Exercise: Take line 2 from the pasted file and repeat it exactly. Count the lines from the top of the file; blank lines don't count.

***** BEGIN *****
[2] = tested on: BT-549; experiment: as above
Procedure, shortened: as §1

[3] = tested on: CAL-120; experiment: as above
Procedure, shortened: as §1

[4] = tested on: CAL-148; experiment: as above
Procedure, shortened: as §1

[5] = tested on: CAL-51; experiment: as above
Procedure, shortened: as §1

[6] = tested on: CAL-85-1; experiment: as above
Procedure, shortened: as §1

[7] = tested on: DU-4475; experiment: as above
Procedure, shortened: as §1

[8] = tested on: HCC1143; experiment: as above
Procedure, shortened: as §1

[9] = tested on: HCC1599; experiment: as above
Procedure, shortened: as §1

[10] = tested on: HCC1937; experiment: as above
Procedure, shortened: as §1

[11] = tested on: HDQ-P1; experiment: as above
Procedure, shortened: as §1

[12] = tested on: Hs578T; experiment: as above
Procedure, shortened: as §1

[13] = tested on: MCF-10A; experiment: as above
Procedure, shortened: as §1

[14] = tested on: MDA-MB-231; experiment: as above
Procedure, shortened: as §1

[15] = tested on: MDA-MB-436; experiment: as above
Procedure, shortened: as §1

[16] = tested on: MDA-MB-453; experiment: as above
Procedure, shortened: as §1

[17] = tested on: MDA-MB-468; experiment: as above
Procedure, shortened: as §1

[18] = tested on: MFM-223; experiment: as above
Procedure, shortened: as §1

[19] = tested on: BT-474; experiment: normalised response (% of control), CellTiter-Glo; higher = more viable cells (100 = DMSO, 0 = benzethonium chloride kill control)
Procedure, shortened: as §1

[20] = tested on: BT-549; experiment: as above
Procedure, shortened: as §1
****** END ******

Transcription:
Procedure, shortened: as §1